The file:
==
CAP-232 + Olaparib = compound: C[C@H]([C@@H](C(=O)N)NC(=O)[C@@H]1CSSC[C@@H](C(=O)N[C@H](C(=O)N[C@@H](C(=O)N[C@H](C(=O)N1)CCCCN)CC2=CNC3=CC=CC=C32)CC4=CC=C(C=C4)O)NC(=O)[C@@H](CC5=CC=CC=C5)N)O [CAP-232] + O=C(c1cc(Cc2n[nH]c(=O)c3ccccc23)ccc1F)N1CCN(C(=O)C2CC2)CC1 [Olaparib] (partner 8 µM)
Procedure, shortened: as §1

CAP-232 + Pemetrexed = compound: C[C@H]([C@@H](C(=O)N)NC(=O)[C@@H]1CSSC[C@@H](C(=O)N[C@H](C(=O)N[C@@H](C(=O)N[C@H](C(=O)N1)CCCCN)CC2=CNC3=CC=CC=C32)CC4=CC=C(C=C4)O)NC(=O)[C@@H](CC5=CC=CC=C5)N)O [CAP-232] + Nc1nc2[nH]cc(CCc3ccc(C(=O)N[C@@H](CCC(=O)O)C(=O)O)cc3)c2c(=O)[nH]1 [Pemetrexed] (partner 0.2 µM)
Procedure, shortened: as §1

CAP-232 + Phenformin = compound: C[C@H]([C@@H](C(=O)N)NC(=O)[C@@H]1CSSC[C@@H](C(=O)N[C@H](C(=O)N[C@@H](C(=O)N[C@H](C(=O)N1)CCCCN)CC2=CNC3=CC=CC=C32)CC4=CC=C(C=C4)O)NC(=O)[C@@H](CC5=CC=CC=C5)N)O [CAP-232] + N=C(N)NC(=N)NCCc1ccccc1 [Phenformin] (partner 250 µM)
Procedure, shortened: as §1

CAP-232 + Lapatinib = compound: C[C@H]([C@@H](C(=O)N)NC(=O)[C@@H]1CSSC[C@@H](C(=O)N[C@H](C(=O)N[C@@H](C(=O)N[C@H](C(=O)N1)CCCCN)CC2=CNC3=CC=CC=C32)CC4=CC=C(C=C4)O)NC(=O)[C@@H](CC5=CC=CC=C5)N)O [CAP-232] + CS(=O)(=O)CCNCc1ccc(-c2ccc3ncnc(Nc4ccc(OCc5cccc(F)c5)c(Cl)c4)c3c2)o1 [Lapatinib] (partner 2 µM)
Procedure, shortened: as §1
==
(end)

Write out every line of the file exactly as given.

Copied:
CAP-232 + Olaparib = compound: C[C@H]([C@@H](C(=O)N)NC(=O)[C@@H]1CSSC[C@@H](C(=O)N[C@H](C(=O)N[C@@H](C(=O)N[C@H](C(=O)N1)CCCCN)CC2=CNC3=CC=CC=C32)CC4=CC=C(C=C4)O)NC(=O)[C@@H](CC5=CC=CC=C5)N)O [CAP-232] + O=C(c1cc(Cc2n[nH]c(=O)c3ccccc23)ccc1F)N1CCN(C(=O)C2CC2)CC1 [Olaparib] (partner 8 µM)
Procedure, shortened: as §1

CAP-232 + Pemetrexed = compound: C[C@H]([C@@H](C(=O)N)NC(=O)[C@@H]1CSSC[C@@H](C(=O)N[C@H](C(=O)N[C@@H](C(=O)N[C@H](C(=O)N1)CCCCN)CC2=CNC3=CC=CC=C32)CC4=CC=C(C=C4)O)NC(=O)[C@@H](CC5=CC=CC=C5)N)O [CAP-232] + Nc1nc2[nH]cc(CCc3ccc(C(=O)N[C@@H](CCC(=O)O)C(=O)O)cc3)c2c(=O)[nH]1 [Pemetrexed] (partner 0.2 µM)
Procedure, shortened: as §1

CAP-232 + Phenformin = compound: C[C@H]([C@@H](C(=O)N)NC(=O)[C@@H]1CSSC[C@@H](C(=O)N[C@H](C(=O)N[C@@H](C(=O)N[C@H](C(=O)N1)CCCCN)CC2=CNC3=CC=CC=C32)CC4=CC=C(C=C4)O)NC(=O)[C@@H](CC5=CC=CC=C5)N)O [CAP-232] + N=C(N)NC(=N)NCCc1ccccc1 [Phenformin] (partner 250 µM)
Procedure, shortened: as §1

CAP-232 + Lapatinib = compound: C[C@H]([C@@H](C(=O)N)NC(=O)[C@@H]1CSSC[C@@H](C(=O)N[C@H](C(=O)N[C@@H](C(=O)N[C@H](C(=O)N1)CCCCN)CC2=CNC3=CC=CC=C32)CC4=CC=C(C=C4)O)NC(=O)[C@@H](CC5=CC=CC=C5)N)O [CAP-232] + CS(=O)(=O)CCNCc1ccc(-c2ccc3ncnc(Nc4ccc(OCc5cccc(F)c5)c(Cl)c4)c3c2)o1 [Lapatinib] (partner 2 µM)
Procedure, shortened: as §1